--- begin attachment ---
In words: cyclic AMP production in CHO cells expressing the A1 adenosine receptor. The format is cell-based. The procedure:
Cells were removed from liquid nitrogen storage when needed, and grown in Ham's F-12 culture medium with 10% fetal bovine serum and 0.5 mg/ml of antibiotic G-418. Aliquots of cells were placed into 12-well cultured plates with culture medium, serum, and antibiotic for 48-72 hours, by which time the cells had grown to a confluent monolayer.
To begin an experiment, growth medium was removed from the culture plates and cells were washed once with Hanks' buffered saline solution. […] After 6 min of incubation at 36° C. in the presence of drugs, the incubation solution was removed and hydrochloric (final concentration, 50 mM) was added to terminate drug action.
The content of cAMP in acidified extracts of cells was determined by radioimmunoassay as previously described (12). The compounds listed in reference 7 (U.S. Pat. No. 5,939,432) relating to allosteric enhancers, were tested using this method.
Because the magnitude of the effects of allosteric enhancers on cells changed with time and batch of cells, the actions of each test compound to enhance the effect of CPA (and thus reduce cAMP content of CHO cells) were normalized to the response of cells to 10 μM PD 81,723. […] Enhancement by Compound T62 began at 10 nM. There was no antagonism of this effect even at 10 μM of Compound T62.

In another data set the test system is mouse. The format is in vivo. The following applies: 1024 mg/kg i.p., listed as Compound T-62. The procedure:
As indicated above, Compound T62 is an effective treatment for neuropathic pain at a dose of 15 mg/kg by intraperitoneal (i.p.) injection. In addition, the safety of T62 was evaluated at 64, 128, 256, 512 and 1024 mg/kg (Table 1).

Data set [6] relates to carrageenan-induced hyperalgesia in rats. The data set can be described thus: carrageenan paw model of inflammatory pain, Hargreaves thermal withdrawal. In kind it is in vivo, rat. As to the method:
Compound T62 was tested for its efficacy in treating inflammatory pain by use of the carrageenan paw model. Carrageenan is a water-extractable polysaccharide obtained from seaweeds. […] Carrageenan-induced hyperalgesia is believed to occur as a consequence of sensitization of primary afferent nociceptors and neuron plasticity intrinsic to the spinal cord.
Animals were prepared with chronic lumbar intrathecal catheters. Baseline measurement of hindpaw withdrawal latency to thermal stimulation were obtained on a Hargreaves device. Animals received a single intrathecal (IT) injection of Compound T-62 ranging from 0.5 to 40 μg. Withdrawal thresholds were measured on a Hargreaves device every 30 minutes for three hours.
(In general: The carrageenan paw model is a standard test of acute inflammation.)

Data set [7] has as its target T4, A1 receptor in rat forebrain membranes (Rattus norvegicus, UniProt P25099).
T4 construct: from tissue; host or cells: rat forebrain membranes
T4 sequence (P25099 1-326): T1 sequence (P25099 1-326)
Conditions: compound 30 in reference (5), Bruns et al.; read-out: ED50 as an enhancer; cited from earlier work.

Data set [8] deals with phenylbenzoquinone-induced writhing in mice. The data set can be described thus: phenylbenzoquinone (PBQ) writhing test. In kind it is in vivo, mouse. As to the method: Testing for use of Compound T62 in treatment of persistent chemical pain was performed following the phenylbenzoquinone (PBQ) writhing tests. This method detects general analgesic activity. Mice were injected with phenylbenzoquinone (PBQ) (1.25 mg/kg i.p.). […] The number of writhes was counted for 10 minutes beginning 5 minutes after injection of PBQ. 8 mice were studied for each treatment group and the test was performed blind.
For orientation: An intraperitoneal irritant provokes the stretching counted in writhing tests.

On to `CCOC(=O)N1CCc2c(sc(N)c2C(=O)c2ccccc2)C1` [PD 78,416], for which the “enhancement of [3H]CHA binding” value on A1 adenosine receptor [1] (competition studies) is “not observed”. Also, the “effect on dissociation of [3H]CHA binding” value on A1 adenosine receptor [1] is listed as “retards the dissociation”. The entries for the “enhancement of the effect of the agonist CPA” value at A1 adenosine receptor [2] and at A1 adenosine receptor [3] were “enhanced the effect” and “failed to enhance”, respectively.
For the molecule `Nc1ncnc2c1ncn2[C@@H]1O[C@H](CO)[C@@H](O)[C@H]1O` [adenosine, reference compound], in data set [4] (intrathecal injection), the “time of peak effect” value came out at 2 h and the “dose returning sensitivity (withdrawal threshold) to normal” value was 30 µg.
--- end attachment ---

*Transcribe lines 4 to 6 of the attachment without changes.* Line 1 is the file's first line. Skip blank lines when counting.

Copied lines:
The content of cAMP in acidified extracts of cells was determined by radioimmunoassay as previously described (12). The compounds listed in reference 7 (U.S. Pat. No. 5,939,432) relating to allosteric enhancers, were tested using this method.
Because the magnitude of the effects of allosteric enhancers on cells changed with time and batch of cells, the actions of each test compound to enhance the effect of CPA (and thus reduce cAMP content of CHO cells) were normalized to the response of cells to 10 μM PD 81,723. […] Enhancement by Compound T62 began at 10 nM. There was no antagonism of this effect even at 10 μM of Compound T62.

In another data set the test system is mouse. The format is in vivo. The following applies: 1024 mg/kg i.p., listed as Compound T-62. The procedure: